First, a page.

Does your house get cold in the winter? Maybe you’ve moved out of state to somewhere much colder than you’re used to and you’re struggling with the cold. The usual suggestions to keep your house warmer, like insulation, double-glazing, or a new heating system, are all pretty expensive. If you’re on a stricter budget you don’t have to just put up with the cold though. Here are some wallet-friendly ways to stay warm this winter.
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Use Tin Foil
One way to stop your radiators from losing their heat, especially the ones that are on walls shared with outside, is to put heat-reflecting foil behind the radiators. This foil stops the heat from being escaping through the wall to the outside and will reflect it back into the room instead. Foil specifically designed to do this isn’t too expensive, but you can also make do with good quality kitchen foil, although it won’t do as good a job.
Hang Thick Curtains
Thick curtains are one of the simplest ways to keep heat in the house and not escaping out of the window. Curtains with a thermal lining are a relatively cheap option that work well. The thicker the curtain you hang, the better a job it will do. To save more money, you don’t have to replace all your curtains. Instead, you can line them with something cheap but warm, like fleece. Some people even use PVC shower curtains.
Don’t just use curtains over the windows. Hang a thick curtain in front of any doors that lead to outside to add another layer to keep the heat in. Not got a spare curtain? You can pin an old rug over the back of the door instead.
Let Sunlight In
Keep your curtains open during the day to let the sun in. Sunlight is natural, and completely free, heat, so you should make the most of it when you can. As soon as it starts to get dark, close the curtains to trap in all that heat you got during the day.
Fake Double Glazing
Double glazing is heat-efficient, but it’s usually not cheap. If you can afford it, it’s by far the best option. Speak to an advisor about a Renewal by Andersen windows to find the most affordable way to replace your windows if you can.
If you really can’t afford new double-glazed windows, you can fake it. Single-glazed windows can be covered with a film. This film mimics the effect of double-glazing, although it won’t be as effective. Use double-sided tape to attach the film to your window frame, and fix it in place with a hairdryer. There is a downside to this film though. If you open the window, the seal will be broken The film is cheap, so it can be replaced a few times without hurting your wallet too much. As an alternative, you can fit self-adhesive foam strips to seal closed any gaps in the edges of your windows. Metal or plastic strips with brushes or wipers attached are more expensive, but they will last longer than cheaper options. You can also use these strips around the hinges and frames of your doors as a draught excluder.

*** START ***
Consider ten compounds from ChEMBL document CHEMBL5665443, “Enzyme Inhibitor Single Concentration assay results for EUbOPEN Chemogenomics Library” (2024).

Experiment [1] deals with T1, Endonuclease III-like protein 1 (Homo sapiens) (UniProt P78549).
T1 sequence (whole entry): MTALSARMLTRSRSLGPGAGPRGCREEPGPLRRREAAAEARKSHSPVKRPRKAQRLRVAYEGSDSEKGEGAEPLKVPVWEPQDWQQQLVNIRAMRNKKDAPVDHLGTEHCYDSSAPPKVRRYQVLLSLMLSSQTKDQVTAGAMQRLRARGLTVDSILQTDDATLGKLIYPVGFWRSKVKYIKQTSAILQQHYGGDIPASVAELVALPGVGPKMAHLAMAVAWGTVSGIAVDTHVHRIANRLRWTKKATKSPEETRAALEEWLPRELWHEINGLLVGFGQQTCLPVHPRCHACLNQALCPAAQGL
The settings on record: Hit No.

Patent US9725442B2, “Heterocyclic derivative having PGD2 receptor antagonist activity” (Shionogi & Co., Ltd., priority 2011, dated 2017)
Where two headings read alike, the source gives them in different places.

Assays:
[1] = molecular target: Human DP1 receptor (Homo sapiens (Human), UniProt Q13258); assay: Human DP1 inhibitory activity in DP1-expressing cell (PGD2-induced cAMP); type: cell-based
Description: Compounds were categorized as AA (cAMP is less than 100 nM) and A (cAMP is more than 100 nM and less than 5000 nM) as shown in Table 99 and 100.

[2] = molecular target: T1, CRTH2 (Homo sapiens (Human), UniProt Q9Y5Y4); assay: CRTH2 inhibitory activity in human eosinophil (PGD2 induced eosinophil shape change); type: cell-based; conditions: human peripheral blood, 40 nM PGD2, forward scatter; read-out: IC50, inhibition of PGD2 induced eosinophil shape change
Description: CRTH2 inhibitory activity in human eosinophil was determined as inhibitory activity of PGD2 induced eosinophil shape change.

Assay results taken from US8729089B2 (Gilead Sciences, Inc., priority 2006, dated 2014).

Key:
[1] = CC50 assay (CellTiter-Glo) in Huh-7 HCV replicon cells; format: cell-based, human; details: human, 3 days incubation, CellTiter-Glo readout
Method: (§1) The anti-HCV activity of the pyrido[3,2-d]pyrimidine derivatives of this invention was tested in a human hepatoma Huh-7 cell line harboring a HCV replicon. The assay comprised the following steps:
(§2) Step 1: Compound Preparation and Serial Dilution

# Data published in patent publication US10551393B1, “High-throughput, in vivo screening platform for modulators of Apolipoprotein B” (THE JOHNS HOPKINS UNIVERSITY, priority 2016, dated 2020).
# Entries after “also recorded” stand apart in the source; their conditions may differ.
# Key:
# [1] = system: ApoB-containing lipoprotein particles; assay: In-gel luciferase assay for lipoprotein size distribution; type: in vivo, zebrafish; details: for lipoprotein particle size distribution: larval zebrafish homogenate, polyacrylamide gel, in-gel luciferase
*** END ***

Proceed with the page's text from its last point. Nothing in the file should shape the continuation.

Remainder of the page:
Stop Heat From Being Lost Up The Chimney
A lot of us have fireplaces that we don’t actually use. If you don’t use your chimney, then you can fill it with a chimney balloon. A vast amount of heat is lost through an open chimney. A chimney balloon is made out of a laminate material. These balloons can be bought quite cheaply, and are placed inside the chimney, just out of sight. The balloon is then inflated until it blocks out any cold air from getting in and stops heat from getting out. Just make sure you don’t start a fire without taking the balloon out first. You could buy a woollen chimney insulator instead, although this will also need to be taken out if you want to use the fireplace.
Watch Out For Draughts
More cold air then you’d think can get in through your letterbox. It’s well worth putting an extra barrier there to stop it. A brush might be a nuisance for your postman trying to get your letters in past the brush, but it can stop a draught from blowing in the letterbox. Draughts can get in through the keyhole too, which can be covered with a circular cover that slides over the top. In older homes that have wider keyholes, this is even more important. If you have a cat or a dog flap in the door, you can cover this with a piece of blanket. Your pet can still get in and out, but draughts won’t. Even a small cold breeze can make the house feel a lot colder so these steps can make a big difference.
Make DIY Draught Excluders
Get a little old-fashioned and make your own DIY draught excluder. Classic draught excluders work brilliantly. The most common style of draught excluder is the ‘sausage dog’. The ‘sausage dog’ kind of draught excluder is in the shape of a dachshund or ‘sausage’ dog. Lay the draught excluder at the bottom of the door, to stop heat from getting out through the gap under the door. You can use just about any piece of cloth to wedge into this gap. If you’re not skilled at sewing, you can still make a very basic draught excluder that will still work. Cut the top off and old pair of tights, and stuff one leg with old socks, fabric socks, lentils, or rice. Tie a knot in the end to keep the filling in, and you’re done. If you’re feeling more ambitions, you can decorate it before you use it.
Clear Your Radiators
Try to avoid blocking your radiators with large pieces of furniture, like your sofa, in front of them. Furniture like this will be absorbing the heat from your radiator, instead of being let into the room where you actually need it.
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